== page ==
I believe one could properly say that to have a Catholic Vision is to have a Eucharistic vision. Receiving the Eucharist makes us the Body of Christ. When we are the Body of Christ, we see the world as an expression of God’s love, we understand and believe that the dawn will follow nightfall, we see others as brothers and sisters, and we recognize the goodness of others. Being a Eucharistic people means that we accept the love God has freely given us and that we fearlessly go out into the world bring about the kingdom of God through the use of our charisms.
I’ll never forget the moment that I understood what it was to be a person of the Eucharist. I was a tenth-grader, and my fourth hour class was British Literature. The class was split by our lunch period, so we’d attend half of our class then walk across the school to the cafeteria to eat lunch, then return to our class. My teacher was a kind man, but he was annoyed by his class being split by lunch, and often teased or chastised people for returning late from lunch.
One day at lunch my friend was having a hard time, and she needed someone to listen to her and to show her that she was lovable and valuable. I wanted very much to return to class on time, to follow the rules, but I knew in that moment that sitting with my friend was more important than returning to class on time. Later, as I reflected on my decision to say and listen to my friend, I saw clearly how my friend and I were living the Eucharist in the way we were broken and shared with each other in relationship.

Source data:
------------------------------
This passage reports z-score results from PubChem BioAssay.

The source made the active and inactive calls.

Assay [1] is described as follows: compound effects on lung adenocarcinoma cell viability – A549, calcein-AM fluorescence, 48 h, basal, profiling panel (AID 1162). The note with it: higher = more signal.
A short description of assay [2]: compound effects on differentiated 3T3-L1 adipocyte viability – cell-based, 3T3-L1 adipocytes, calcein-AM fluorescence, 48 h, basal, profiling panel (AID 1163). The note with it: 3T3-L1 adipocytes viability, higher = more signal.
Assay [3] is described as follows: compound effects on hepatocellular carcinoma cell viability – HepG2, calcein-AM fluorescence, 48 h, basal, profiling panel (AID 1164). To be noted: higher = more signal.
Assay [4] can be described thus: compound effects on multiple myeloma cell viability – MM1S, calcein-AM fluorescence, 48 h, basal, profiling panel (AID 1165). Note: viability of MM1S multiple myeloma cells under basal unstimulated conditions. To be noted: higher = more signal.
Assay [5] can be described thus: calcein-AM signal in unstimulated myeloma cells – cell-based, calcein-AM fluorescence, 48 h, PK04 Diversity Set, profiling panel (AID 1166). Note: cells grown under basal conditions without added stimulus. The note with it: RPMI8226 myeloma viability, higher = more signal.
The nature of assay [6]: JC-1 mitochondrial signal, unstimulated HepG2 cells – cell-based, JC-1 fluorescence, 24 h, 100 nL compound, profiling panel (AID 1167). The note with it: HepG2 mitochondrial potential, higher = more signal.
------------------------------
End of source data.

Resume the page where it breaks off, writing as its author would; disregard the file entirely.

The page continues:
Ironically, or maybe not, in the way that God orders life, I was introduced to John Donne in that same class, and one of his poems exemplifies Eucharistic living.
No Man is an Island
No man is an island entire of itself; every man is a piece of the continent, a part of the main; if a clod be washed away by the sea, Europe is the less, as well as if a promontory were, as well as any manner of thy friends or of thine own were; any man’s death diminishes me, because I am involved in mankind. And therefore never send to know for whom the bell tolls; it tolls for thee.
MEDITATION XVII Devotions upon Emergent Occasions John Donne. Public Domain.
Being a people with Catholic vision means that we have a responsibility to live in the world, to embrace the people we find in our homes, our workplaces, and in our greater community. This Catholic vision helps us to order ourselves in relationship with others, with our Church and with God.
What are the practical implications of believing ourselves to be the living Body of Christ when we are talking about buildings and ministries, programs and mass times? How can we keep ourselves in the space of sharing that allows us to be Christ broken and shared with each other? What ways are our parish communities interconnected already? What are our points of common connection and mission? How can we ensure that in our processes, we are not attempting to be “islands unto ourselves” either as individuals, or as parish or cluster communities?
Live Loved, Lisa